A discussion of socrates thoughts on equality between men and women

The following theories offer different accounts of what should be equalized in the economic sphere. We need to know the dimensions within which the striving for equality is morally relevant.

Different interpretations of the role of equality in a theory of justice emerge according to which of the four following principles and which measure has been adopted.

Some authors see this formal principle of equality as a specific application of a rule of rationality: Equality and efficiency need to be placed in a balanced relation.

He says some people think homosexuals are shameless, but he thinks they are the bravest, most manly of all, as evidenced by the fact that only they grow up to be politicians aand that many heterosexuals are adulterous and unfaithful e.

Love has attributes from both parents, he is beggarly, harsh and a master of artifice and deception d and is delicately balanced and resourceful c. He also implies that love creates justice, moderation, courage, and wisdom.

In contrast, unjustified inequalities based on different innate provisions and gifts as well as brute luck should be compensated for through a fictive differentiated insurance system: The equality Socrates wants is a radical equality, where there is neither a male nor a female, but only warrior.

Apollodorus was not himself at the banquet, but he heard the story from Aristodemus, a man who was there. As spherical creatures who wheeled around like clowns doing cartwheels athese original people were very powerful.

Julia Ward Howe Speaks on the Equality of Women in Plato’s Republic

This is now the widely held conception of substantive, universal, moral equality. In thinking about the benefit to the city, Socrates realizes that having women participate in all of the classes that men are part of will be very positive. And this is tied in a basic way to the question of what we owe persons in comparable or worse situations, and how we need to invest our scarce resources money, goods, time, energy in light of the sum total of our obligations.

Rather, we find competing philosophical conceptions of equal treatment serving as interpretations of moral equality. Alcibiades states that when he hears Socrates speak, he feels overwhelmed. Firstly we should make clear that at no point does Plato deny that there are differences between the two sexes - his ideas on equality lie solely in the nature of humans.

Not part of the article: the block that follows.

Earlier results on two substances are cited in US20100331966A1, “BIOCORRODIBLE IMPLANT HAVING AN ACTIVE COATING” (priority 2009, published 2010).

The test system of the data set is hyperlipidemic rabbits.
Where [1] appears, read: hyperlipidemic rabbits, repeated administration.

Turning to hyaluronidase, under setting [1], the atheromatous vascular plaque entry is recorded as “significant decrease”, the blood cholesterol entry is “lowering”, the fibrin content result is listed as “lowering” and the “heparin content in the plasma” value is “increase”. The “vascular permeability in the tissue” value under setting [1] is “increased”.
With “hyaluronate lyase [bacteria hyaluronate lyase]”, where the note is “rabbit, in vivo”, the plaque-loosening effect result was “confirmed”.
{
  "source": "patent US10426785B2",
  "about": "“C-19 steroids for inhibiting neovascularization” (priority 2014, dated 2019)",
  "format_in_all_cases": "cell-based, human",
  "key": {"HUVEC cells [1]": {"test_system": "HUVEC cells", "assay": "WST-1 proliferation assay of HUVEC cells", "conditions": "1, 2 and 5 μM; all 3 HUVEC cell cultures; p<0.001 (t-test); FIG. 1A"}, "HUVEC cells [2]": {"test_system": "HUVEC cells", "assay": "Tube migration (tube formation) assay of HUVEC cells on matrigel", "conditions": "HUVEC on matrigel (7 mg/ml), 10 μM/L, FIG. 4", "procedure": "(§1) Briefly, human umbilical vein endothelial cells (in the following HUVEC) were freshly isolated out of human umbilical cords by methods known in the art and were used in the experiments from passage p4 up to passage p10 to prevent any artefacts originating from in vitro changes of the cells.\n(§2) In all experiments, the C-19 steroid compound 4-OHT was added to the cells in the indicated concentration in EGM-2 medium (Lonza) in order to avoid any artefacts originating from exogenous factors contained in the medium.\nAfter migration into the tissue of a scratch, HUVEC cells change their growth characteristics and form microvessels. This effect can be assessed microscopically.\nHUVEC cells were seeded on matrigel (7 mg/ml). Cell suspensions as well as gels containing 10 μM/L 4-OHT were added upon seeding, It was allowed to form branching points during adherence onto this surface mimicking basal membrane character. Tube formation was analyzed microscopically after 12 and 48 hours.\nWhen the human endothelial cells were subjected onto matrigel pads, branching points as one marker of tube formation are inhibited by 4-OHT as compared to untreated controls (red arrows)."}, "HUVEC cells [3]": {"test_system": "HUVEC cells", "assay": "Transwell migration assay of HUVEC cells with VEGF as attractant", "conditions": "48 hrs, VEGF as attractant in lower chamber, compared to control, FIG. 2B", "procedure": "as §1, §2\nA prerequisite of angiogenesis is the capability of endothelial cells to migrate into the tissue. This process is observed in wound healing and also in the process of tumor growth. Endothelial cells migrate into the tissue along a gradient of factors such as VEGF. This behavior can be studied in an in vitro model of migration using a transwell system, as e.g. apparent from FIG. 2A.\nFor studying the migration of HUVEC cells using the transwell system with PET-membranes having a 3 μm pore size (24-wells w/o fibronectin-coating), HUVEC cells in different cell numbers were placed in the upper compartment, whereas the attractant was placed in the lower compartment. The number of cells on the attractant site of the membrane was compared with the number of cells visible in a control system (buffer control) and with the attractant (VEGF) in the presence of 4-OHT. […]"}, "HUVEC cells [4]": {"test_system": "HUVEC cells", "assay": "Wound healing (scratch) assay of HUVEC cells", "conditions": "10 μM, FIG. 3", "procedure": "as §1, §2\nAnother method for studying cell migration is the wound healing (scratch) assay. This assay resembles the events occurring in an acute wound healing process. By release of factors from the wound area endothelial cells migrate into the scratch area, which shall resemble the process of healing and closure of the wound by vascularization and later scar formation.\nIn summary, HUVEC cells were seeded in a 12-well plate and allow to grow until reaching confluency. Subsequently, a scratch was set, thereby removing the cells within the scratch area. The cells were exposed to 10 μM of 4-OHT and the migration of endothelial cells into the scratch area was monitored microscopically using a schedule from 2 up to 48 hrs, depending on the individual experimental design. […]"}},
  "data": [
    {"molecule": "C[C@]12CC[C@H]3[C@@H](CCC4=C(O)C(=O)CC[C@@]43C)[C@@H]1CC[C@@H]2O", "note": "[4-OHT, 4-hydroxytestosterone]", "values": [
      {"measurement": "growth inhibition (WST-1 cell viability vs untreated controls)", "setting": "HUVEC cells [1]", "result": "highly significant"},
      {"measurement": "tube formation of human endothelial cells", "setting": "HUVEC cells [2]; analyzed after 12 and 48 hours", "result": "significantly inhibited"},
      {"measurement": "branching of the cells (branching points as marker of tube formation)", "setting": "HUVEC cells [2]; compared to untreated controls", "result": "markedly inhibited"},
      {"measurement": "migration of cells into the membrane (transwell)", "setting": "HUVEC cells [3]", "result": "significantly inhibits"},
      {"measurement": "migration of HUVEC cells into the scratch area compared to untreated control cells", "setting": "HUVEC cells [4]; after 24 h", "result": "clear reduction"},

According to her, Eros is not a god, but is a spirit that mediates between humans and their objects of desire. The wealth of those better off only furnishes a means that has to be transferred for the sake of mitigating the distress, as long as other, morally negative consequences do not emerge in the process.

Numerical equality is only just under special circumstances, viz. This would have to be an acceptable approach according to the intrinsic concept. Gender and sex, of course, forever tie us in knots.

Aristotle's views on women

Temkin has put it as follows: Plato recognised that women had something to offer the state, and although the scenario in the Republic was predominantly unrealistic, the very fact that he considered a new role for women implied he was prepared for change.

This masculine prejudice manifested itself most potently in Plato. As pure egalitarians, they are concerned solely with equality, most of them with equality of social circumstances, according to which it is intrinsically bad if some people are worse off than others through no fault of their own.

The one gender is far superior to the other in just about every sphere. Aristotle's views on women influenced later Western thinkers, as well as Islamic thinkers, Plato firmly believed in reincarnation and this was very important for the distinction he made between the nature of men and women.

This was not the case for Aristotle, who saw the differences as biological. Socrates cannot expect men and women to be wholeheartedly equal, and at the same time still be attracted to each other enough to procreate.

While Socrates is clearly supporting the notion of gender equality, there seems to be an ulterior motive behind his encouragement. This was a familiar argument for a nineteenth century women’s rights activist to hear, and Howe recognizes it as “the first serious objection likely to be argued” by those opposed to women’s equality anywhere.

2 She then demonstrates how Socrates argues that “the intellectual capacities of women are as various as those of men, and. Republic V contains two revolutionary proposals for the social organisation of the ideal state, the first that the function of guardianship is to be performed by men and women alike (cb), the second that for the guardians the private household and therefore the institution of marriage is to be abolished (bd), since the guardians do not own property and the care of children is to be a communal.

For now, however, our thoughts will concentrate on Plato and what he really thought of women and their capabilities. Firstly we should make clear that at no point does Plato deny that there are differences between the two sexes - his ideas on equality lie solely in the nature of humans.

The Nature of Women in Plato and Aristotle

The history of the movement for gender equality is therefore an intellectual, political, social and economic history of the changing relationship between men and women, rather than how it is often distortedly represented as a ‘pro-woman’ movement.

A discussion of socrates thoughts on equality between men and women
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Equality (Stanford Encyclopedia of Philosophy)